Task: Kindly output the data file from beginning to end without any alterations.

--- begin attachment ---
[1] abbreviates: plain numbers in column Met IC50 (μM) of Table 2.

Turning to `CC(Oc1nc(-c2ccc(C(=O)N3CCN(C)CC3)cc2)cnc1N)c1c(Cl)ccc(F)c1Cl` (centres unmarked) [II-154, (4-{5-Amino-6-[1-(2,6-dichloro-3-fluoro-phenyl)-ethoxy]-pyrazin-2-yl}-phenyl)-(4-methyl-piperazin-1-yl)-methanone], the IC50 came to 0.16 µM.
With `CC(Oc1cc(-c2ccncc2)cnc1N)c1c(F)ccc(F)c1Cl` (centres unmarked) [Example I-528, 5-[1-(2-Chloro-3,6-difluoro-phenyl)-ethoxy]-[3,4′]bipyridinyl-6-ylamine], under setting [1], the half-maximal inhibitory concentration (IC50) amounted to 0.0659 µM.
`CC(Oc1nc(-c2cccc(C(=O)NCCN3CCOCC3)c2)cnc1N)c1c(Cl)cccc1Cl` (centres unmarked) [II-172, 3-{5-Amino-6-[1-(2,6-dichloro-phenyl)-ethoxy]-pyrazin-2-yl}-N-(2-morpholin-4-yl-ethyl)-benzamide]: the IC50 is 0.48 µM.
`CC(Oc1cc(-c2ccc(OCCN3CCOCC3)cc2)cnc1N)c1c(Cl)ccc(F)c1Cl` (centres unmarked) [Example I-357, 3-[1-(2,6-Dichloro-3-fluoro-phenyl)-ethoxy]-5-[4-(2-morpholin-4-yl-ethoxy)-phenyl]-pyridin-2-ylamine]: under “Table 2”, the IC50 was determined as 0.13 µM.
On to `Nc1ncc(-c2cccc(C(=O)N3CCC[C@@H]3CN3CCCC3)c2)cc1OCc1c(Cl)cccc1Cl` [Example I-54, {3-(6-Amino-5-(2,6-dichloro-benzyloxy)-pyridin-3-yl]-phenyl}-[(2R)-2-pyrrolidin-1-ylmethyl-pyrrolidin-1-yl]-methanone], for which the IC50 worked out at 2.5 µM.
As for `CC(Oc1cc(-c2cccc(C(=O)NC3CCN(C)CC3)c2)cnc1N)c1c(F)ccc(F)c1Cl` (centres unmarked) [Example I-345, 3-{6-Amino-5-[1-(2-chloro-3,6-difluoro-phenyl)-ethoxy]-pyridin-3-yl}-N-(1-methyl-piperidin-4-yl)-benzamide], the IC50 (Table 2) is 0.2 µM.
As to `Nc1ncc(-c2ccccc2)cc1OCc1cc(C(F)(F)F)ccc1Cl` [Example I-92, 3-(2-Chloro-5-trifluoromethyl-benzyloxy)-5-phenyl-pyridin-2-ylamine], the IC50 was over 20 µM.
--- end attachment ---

[1] abbreviates: plain numbers in column Met IC50 (μM) of Table 2.

Turning to `CC(Oc1nc(-c2ccc(C(=O)N3CCN(C)CC3)cc2)cnc1N)c1c(Cl)ccc(F)c1Cl` (centres unmarked) [II-154, (4-{5-Amino-6-[1-(2,6-dichloro-3-fluoro-phenyl)-ethoxy]-pyrazin-2-yl}-phenyl)-(4-methyl-piperazin-1-yl)-methanone], the IC50 came to 0.16 µM.
With `CC(Oc1cc(-c2ccncc2)cnc1N)c1c(F)ccc(F)c1Cl` (centres unmarked) [Example I-528, 5-[1-(2-Chloro-3,6-difluoro-phenyl)-ethoxy]-[3,4′]bipyridinyl-6-ylamine], under setting [1], the half-maximal inhibitory concentration (IC50) amounted to 0.0659 µM.
`CC(Oc1nc(-c2cccc(C(=O)NCCN3CCOCC3)c2)cnc1N)c1c(Cl)cccc1Cl` (centres unmarked) [II-172, 3-{5-Amino-6-[1-(2,6-dichloro-phenyl)-ethoxy]-pyrazin-2-yl}-N-(2-morpholin-4-yl-ethyl)-benzamide]: the IC50 is 0.48 µM.
`CC(Oc1cc(-c2ccc(OCCN3CCOCC3)cc2)cnc1N)c1c(Cl)ccc(F)c1Cl` (centres unmarked) [Example I-357, 3-[1-(2,6-Dichloro-3-fluoro-phenyl)-ethoxy]-5-[4-(2-morpholin-4-yl-ethoxy)-phenyl]-pyridin-2-ylamine]: under “Table 2”, the IC50 was determined as 0.13 µM.
On to `Nc1ncc(-c2cccc(C(=O)N3CCC[C@@H]3CN3CCCC3)c2)cc1OCc1c(Cl)cccc1Cl` [Example I-54, {3-(6-Amino-5-(2,6-dichloro-benzyloxy)-pyridin-3-yl]-phenyl}-[(2R)-2-pyrrolidin-1-ylmethyl-pyrrolidin-1-yl]-methanone], for which the IC50 worked out at 2.5 µM.
As for `CC(Oc1cc(-c2cccc(C(=O)NC3CCN(C)CC3)c2)cnc1N)c1c(F)ccc(F)c1Cl` (centres unmarked) [Example I-345, 3-{6-Amino-5-[1-(2-chloro-3,6-difluoro-phenyl)-ethoxy]-pyridin-3-yl}-N-(1-methyl-piperidin-4-yl)-benzamide], the IC50 (Table 2) is 0.2 µM.
As to `Nc1ncc(-c2ccccc2)cc1OCc1cc(C(F)(F)F)ccc1Cl` [Example I-92, 3-(2-Chloro-5-trifluoromethyl-benzyloxy)-5-phenyl-pyridin-2-ylamine], the IC50 was over 20 µM.